Marriage & Credit Score Myths

Have you ever wondered what will happen to your credit scores and credit reports once you are married? There are all kinds of credit myths out there as a result of couple’s becoming married. Fortunately these myths are nothing but myths. Here are the top five misconceptions about married credit scores and credit reports.

Marriage will cause my credit scores to drop- It is very common for newly weds to acquire huge credit card debt to pay for weddings and a honeymoon. The act of increasing credit card debt will lower your credit scores but the act of getting married does not merge your credit reports nor does it affect your scores. So bottom line, getting married will not lower your credit scores unless you rack up a lot of credit card debt.

I will automatically be added to my spouse’s credit cards – This simply is not true. You will not be added to your spouse’s credit card unless you call the creditor to be added. With some loans types you cannot be added to the loan unless a refinance takes place. Being added as co-signer can help your credit scores especially if you don’t have any credit. You will need to make sure your payments are made onetime and the credit utilization is low.

Changing my last name erases my credit history – When your last name changes make sure you report this change to your creditors. During this process you will see some updates to your existing credit reports. For example you will see your new name as an alias with your old last name. While all this name change is taking place it is important to check your credit report regularly. You will not need to rebuild your credit as your credit will be attached to your new name and primarily you’re social security number. There could be some inaccuracies during this process so make sure you stay on top of your report.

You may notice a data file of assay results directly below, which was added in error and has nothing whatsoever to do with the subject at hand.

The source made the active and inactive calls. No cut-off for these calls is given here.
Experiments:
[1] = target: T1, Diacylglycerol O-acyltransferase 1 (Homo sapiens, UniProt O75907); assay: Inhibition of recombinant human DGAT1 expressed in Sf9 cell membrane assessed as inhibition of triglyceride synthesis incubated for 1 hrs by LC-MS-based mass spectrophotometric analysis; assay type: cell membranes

Our credit reports will merge together – While getting married the only debts that will merge are the debts you jointly acquire. Like I mentioned earlier, you can also merge your credit by being added as a cosigner. Your social security numbers don’t merge together when getting married and nor does your credit reports.

My spouse’s credit scores will affect my scores – this concern is very common for those about to get married. Luckily your spouse’s credit history has no affect on your credit rating. Only when you open joint accounts will your credit profile become a factor. Your spouse’s credit scores will however affect your ability to get a mortgage. If your significant other has credit issues, tackle that issue together so you can get good rates and terms on loans.

With all of this being said enjoy being married and remember your Credit is a big part of your life.

Author: Mike Clover

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Disclaimer: This information has been compiled and provided by as an informational service to the public. While our goal is to provide information that will help consumers to manage their credit and debt, this information should not be considered legal advice. Such advice must be specific to the various circumstances of each person's situation, and the general information provided on these pages should not be used as a substitute for the advice of competent legal counsel.